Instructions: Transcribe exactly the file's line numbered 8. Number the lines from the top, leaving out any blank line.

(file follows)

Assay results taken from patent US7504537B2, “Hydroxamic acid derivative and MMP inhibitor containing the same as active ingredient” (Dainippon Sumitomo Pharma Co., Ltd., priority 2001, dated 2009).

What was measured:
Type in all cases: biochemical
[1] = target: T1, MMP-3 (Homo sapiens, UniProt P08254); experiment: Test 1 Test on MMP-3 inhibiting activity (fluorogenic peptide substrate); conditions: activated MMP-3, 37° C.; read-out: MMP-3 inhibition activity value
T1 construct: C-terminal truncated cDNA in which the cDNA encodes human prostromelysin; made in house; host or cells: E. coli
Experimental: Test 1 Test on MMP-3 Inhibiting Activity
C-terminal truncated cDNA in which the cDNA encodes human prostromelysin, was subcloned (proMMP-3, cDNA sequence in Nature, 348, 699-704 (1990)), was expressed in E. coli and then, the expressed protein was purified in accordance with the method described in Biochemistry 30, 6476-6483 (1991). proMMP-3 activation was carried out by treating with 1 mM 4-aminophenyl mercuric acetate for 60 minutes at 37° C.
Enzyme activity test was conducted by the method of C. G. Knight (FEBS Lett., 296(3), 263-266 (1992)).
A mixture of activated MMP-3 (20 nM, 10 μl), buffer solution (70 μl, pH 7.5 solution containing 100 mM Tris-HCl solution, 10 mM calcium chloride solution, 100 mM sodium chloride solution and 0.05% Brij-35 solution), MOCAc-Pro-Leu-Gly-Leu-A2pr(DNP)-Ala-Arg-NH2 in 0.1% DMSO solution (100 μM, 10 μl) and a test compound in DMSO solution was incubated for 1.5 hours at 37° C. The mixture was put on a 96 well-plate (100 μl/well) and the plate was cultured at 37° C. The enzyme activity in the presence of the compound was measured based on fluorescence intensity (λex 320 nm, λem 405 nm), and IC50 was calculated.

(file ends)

Enzyme activity test was conducted by the method of C. G. Knight (FEBS Lett., 296(3), 263-266 (1992)).